The Bestival Live 2011 – The Cure

The Bestival Live 2011

The Cure


Yes, it’s another live Cure album. This one’s from their acclaimed Bestival 2011 date,  their first official live release since 1993’s Paris and Show, and it’s a monster, a two disc, thirty-two song affair that culls the best known tracks from the band’s formidable history. Starting with “Plainsong” from Disintegration and ending with “Killing An Arab” (sorry, but I refuse to say “Killing Another” since the damn song’s about Camus and not murder, and anyway, political correctness is killing free expression) from their 1979 debut Three Imaginary Boys, the live set touches on tracks from every album in their history except for Wild Mood Swings from 1996 and 2000’s Bloodflowers.

Throughout, the band sound energized, as if playing for more than just the fans (all sales proceeds of the album benefit the Isle of Wight Youth Trust ( ) invigorated them. The readings of concert staples like ‘Fascination Street,’ ‘Just Like Heaven,’ ‘Inbetween Days,’ and ‘The Walk’ are as straightforward as ever, but there’s a lightness in Robert Smith’s voice, as if he’s finally gotten around to enjoying the songs he’s built a career on.

Production of the album is pristine. It’s nice to hear Roger O’Donnell back in the band, as his keyboards really fill in a lot of the pieces that were missed (at least by this writer and longtime fan) on their 2008 all-guitar tour. Smith’s vocals are, as usual, mixed so high he might as well be in your living room or passenger seat, and the guitars chime and the bass drones accordingly. The drums, strangely enough, sound a bit muted, just like on last year’s remastered Entreat, but they’re still audible and, though they don’t quite groove, move the rest of the musicians along nicely.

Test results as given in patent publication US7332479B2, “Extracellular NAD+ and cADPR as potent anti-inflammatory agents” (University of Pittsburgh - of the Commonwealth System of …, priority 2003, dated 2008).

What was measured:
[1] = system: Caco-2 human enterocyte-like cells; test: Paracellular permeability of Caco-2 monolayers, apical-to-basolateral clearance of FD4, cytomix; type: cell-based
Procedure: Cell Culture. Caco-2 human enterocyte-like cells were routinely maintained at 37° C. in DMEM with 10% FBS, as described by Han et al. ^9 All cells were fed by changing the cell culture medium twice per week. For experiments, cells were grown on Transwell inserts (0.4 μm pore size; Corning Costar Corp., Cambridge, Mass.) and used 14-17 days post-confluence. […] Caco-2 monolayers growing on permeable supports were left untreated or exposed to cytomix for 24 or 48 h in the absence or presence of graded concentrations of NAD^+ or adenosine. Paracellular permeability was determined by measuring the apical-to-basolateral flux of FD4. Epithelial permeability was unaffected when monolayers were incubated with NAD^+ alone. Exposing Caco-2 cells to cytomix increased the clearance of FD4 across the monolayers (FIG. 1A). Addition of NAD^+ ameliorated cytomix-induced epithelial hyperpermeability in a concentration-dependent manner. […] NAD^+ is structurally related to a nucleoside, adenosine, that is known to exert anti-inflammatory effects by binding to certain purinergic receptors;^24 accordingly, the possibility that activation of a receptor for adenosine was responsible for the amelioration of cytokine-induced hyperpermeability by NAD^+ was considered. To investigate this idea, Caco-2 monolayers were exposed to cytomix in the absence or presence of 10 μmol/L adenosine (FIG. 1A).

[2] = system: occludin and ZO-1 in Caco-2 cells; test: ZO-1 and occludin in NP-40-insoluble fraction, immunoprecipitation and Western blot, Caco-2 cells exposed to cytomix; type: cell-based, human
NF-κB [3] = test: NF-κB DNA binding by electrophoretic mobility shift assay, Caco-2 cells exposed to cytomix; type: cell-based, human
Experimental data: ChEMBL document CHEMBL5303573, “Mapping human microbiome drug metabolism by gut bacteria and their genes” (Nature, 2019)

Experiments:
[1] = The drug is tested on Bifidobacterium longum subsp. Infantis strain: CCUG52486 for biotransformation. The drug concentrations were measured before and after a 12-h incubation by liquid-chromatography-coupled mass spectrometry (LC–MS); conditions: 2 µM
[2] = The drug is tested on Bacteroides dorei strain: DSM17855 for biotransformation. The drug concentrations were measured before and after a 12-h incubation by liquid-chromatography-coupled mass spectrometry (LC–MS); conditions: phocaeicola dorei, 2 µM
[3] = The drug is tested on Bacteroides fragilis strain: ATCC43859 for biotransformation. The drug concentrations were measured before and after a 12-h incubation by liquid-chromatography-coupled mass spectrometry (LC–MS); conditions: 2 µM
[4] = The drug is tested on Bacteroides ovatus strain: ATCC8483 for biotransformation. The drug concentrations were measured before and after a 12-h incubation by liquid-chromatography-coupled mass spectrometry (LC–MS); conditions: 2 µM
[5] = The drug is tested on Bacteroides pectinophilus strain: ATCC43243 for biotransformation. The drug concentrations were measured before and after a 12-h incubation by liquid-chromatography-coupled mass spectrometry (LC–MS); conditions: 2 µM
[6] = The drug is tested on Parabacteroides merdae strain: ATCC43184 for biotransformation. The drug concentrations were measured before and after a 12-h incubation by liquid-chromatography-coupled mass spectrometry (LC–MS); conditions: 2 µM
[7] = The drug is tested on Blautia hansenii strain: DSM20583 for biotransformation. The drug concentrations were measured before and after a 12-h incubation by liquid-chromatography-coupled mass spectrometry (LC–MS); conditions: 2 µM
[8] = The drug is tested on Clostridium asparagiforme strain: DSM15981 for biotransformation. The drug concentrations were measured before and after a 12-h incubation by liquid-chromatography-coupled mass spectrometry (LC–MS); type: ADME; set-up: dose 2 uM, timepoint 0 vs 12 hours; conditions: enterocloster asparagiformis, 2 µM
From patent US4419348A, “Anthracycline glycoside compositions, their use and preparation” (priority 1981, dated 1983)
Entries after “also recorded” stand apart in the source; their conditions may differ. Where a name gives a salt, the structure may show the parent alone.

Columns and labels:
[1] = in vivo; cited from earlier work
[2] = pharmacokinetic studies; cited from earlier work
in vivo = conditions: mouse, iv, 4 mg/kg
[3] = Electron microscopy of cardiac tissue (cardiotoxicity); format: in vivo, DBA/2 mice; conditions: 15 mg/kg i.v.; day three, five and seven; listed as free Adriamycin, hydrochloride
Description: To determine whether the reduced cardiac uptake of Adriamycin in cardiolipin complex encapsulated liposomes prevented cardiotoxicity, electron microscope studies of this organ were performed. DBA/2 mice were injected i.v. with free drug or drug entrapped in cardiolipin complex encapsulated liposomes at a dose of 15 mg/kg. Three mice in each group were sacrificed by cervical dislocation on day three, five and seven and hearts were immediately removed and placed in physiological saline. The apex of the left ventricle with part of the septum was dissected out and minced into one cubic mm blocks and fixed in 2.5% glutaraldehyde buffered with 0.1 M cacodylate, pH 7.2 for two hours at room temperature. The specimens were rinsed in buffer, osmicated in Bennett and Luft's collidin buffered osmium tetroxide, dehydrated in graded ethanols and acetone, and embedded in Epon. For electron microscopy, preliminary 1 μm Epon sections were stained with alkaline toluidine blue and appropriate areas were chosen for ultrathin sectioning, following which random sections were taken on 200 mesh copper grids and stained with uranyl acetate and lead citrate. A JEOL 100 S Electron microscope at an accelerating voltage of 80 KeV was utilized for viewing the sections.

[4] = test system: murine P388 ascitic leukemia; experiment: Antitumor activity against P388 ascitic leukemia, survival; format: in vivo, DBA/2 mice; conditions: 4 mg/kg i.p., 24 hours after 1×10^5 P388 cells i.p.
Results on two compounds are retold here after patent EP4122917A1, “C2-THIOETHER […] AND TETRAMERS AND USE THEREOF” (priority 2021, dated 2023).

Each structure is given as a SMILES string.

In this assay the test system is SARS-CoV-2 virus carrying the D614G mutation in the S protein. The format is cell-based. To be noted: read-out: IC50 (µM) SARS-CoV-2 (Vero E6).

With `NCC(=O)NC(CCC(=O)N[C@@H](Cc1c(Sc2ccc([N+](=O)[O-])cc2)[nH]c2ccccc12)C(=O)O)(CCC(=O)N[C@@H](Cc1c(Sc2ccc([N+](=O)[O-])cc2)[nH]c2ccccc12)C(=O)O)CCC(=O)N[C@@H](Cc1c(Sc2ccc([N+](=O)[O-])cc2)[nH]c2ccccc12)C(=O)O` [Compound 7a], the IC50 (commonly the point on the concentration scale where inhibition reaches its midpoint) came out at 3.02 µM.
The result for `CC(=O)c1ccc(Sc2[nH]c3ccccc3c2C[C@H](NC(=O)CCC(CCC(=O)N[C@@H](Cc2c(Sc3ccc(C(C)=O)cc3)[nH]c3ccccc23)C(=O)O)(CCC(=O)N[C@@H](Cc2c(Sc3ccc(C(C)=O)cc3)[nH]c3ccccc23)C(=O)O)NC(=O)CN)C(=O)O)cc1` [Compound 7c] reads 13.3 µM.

In the end, these days, we know what we’re getting from a live Cure release. There are few surprises, but it’s still a fun listen. Fun? The Cure? Yes, and though there’s nothing really too new here, save for a live reading of ‘The End of the World’ from their self-titled album, or ‘The Only One’ and ‘The Hungry Ghost’ from the otherwise unfortunate 4:13 Dream, this is still a worthwhile addition to casual and rabid fans alike. Plus, you’ll know your money’s going to a good cause.

The album is out in standard and digital formats on December 5th (6th in North America) via Sunday’s Best Recordings. Check the setlist, and enjoy.

SCOTT OTTO studied journalism at the University of Las Vegas until a fateful メcareer dayモ excursion with a crusty and bitter journalist turned him off from the profession. After giving up on this dream, he moved to Los Angeles and has lived there for the last ten years, writing things no one in their right mind would publish. Drifting along through the music and film industries, heユs finally settled into a comfortable rut, pursuing a burgeoning voice over career and, like a phoenix rising from the ashes, has decided to begin writing again. Heユs never been nominated for any awards, and heユs never saved anyoneユs life. On the plus side, heユs a really nice guy, takes good care of his family, and makes a pretty mean pasta sauce.